He'd all but retired, flipping his attention - fully - to his true love, on the ice.
"Turns out," laughed 23-year-old Zach Giuttari, who's in Calgary on an invite to Flames Development Camp, "I couldn't stay away."
Lacrosse was in his blood.
To excel in any form of high-level sport, you need to be one of the most gifted players anywhere in your age group.
Twice the impossible.
Giuttari is in his third year as a defenceman on the Ivy-League outfit at Brown University in Providence, Rhode Island.
He's also only one year removed from playing at the same level on the university lacrosse entry, captaining the team in 2018 and earning all sorts of accolades, all-star honours, and coaching awards for his outstanding performance in back-to-back campaigns.
Truly, a serendipitous journey.
"I played lacrosse my whole life, so I wasn't new to the sport or anything, but it wasn't something I was looking to pursue as a career," Giuttari said. "We were hanging out in the dorm one day, and my roommate - who played on the (lacrosse) team - tried to convince me to try out.
"Him and one other guy on our floor kept at it: 'Come on, it'll be fun! It's a great program and they set you up with all the equipment. Give it a shot, man.'
"I thought, 'Sure, why not?'
"So, I walked on and the coach said he would love to have me. I wasn't the most skilled guy out there, but I tried to use that work ethic I learned in hockey to battle for every ground ball and make the most of the opportunity."
For two years, Giuttari survived a 30-plus game hockey season, a weekly lacrosse campaign, and a full college course load that still includes a double-major in engineering and economics.
He arrived on scene with a gift.
Brains, brawn - the whole nine befitting of the Ivy-Leaguer he now was.
But even among that esteemed class of athletic competitors and academic aces, it soon become clear Giuttari was no ordinary scholar.
"He's the hardest-working kid I've ever met," said James Marcou, a former pro and now assistant coach and defensive specialist with the illustrious NCAA squad. "And I mean ever.
"In everything he does.
"It's nice to have your best player have those hard-working tendencies and characteristics about him. He's a leader for us, and that's what's going to make him a leader on whatever team he plays for many years to come."
Giuttari lauds Marcou and how he's helped him develop on the blueline.
But the feeling is mutual.
Marcou adding that Giuttari's relentless work ethic is where the credit lies.
Today, the 6-foot-2, 190-lb. blueliner has an identity to his game, which both agree lacked in previous years. Instead of a pass-first, dump-it-off-type guy, he's now a transporter, using his feet to follow up on a play or join the rush outright to make offence a priority.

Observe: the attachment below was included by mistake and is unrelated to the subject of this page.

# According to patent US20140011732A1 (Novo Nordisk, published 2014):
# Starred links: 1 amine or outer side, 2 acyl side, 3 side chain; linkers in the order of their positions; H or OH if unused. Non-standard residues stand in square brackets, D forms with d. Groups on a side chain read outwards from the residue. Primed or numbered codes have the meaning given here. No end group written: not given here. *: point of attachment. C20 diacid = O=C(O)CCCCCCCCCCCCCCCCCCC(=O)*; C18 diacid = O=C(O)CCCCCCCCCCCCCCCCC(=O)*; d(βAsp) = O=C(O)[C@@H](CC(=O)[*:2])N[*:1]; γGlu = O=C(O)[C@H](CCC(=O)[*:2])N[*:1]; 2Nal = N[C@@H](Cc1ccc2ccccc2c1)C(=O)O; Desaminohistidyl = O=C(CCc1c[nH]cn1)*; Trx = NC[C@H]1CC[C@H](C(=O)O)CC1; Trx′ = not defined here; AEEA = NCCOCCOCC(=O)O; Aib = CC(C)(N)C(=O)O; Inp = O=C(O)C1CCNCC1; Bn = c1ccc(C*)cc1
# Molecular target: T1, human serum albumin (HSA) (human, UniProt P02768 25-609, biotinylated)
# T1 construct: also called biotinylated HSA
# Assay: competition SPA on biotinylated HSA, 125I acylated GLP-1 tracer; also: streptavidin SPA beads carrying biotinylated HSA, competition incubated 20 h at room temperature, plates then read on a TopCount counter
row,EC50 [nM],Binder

Giuttari put up a career high 20 points (7G, 13A) in 34 games last year, and is poised to better that as he returns for his senior year this fall.
"Once he discovered his identity as a player this year - and he really took a step forward this year - he really found a way to play to his strengths and dominate the game," Marcou said.
"He's an elite skater and his hockey sense is very good. Honestly, I don't see too many holes in his game.
"He puts his head down and goes to work every day. His attitude and effort are outstanding and I think that carries through in everything he does."
Giuttari, now 23, is keeping an eye out for what's next after his career at Brown comes to an end next year.
He's hoping a camp like this will turn heads enough for the organization to consider a pro contract.
He also knows that nothing is a given, having participated in a similar camp last year with the Columbus Blue Jackets, and leaving unsatisfied.
For now, Brown is his priority. Always has been, no matter what sport (or class) he was involved in.
"I love it," the right-shooting rearguard said of the hectic, full-time schedule. "I got into a routine: Recover, eat, homework, crash and be ready for your 9 a.m. class the next day. Fun, right? Eventually, adding lacrosse made it a bit too challenging, and at some point, I needed to put my full attention back on hockey.
"I'm so glad I did it, though. Growing up playing both, and continuing to do that deep into my key development years, I saw how important it was to be a multi-sport athlete.
"Being on the ice 24/7, 365 days a year doesn't help.
"Physically and mentally."
The turf-based off-season provided more of a cardio workout than he was used to at that level, but the mechanics of the sport and how it worked different muscle groups proved beneficial to his immediate development as an elite athlete, as well - he hopes - to his longevity in high-level competition.
"Over-skating kills your hips and you'll see groin injuries pop up over the course of your career," Giuttari said. "Getting off the ice, even for a month or two, is hugely important for your health and your long-term durability.
"It helps reset your body.
"Then, of course, when you mix in different sports, you get to work on different skills, like your hand-eye. It really develops different parts of your body. Everything you learn there, you can apply it to hockey when you take to the ice again in September.
"It's a win-win."
For player and team.
Wherever the game(s) takes him next.